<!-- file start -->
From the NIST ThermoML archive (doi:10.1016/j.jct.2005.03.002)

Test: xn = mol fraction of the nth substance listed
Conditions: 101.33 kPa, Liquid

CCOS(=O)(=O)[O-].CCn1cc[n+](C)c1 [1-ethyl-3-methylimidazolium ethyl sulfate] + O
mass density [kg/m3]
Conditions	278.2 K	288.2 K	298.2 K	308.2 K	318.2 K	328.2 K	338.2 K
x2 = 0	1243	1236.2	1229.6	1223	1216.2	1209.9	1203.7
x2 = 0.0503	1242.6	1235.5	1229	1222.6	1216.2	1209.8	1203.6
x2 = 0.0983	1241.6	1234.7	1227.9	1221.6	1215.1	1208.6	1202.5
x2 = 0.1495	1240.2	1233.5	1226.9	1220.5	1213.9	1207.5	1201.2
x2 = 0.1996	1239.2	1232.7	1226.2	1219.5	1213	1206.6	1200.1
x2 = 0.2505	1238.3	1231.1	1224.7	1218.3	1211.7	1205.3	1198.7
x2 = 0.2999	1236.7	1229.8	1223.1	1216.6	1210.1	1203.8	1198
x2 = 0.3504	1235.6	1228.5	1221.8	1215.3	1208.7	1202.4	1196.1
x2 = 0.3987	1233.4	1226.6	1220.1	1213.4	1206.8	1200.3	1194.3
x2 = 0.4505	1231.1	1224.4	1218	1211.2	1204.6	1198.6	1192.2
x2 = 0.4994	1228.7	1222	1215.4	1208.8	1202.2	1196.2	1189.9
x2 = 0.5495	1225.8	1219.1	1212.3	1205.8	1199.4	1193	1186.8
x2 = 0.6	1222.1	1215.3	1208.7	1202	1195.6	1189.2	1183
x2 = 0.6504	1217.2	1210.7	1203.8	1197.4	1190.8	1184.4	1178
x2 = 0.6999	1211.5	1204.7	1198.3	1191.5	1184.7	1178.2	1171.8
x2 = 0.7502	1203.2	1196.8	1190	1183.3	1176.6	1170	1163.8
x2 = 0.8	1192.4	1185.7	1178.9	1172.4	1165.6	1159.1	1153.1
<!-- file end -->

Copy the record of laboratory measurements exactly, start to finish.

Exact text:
From the NIST ThermoML archive (doi:10.1016/j.jct.2005.03.002)

Test: xn = mol fraction of the nth substance listed
Conditions: 101.33 kPa, Liquid

CCOS(=O)(=O)[O-].CCn1cc[n+](C)c1 [1-ethyl-3-methylimidazolium ethyl sulfate] + O
mass density [kg/m3]
Conditions	278.2 K	288.2 K	298.2 K	308.2 K	318.2 K	328.2 K	338.2 K
x2 = 0	1243	1236.2	1229.6	1223	1216.2	1209.9	1203.7
x2 = 0.0503	1242.6	1235.5	1229	1222.6	1216.2	1209.8	1203.6
x2 = 0.0983	1241.6	1234.7	1227.9	1221.6	1215.1	1208.6	1202.5
x2 = 0.1495	1240.2	1233.5	1226.9	1220.5	1213.9	1207.5	1201.2
x2 = 0.1996	1239.2	1232.7	1226.2	1219.5	1213	1206.6	1200.1
x2 = 0.2505	1238.3	1231.1	1224.7	1218.3	1211.7	1205.3	1198.7
x2 = 0.2999	1236.7	1229.8	1223.1	1216.6	1210.1	1203.8	1198
x2 = 0.3504	1235.6	1228.5	1221.8	1215.3	1208.7	1202.4	1196.1
x2 = 0.3987	1233.4	1226.6	1220.1	1213.4	1206.8	1200.3	1194.3
x2 = 0.4505	1231.1	1224.4	1218	1211.2	1204.6	1198.6	1192.2
x2 = 0.4994	1228.7	1222	1215.4	1208.8	1202.2	1196.2	1189.9
x2 = 0.5495	1225.8	1219.1	1212.3	1205.8	1199.4	1193	1186.8
x2 = 0.6	1222.1	1215.3	1208.7	1202	1195.6	1189.2	1183
x2 = 0.6504	1217.2	1210.7	1203.8	1197.4	1190.8	1184.4	1178
x2 = 0.6999	1211.5	1204.7	1198.3	1191.5	1184.7	1178.2	1171.8
x2 = 0.7502	1203.2	1196.8	1190	1183.3	1176.6	1170	1163.8
x2 = 0.8	1192.4	1185.7	1178.9	1172.4	1165.6	1159.1	1153.1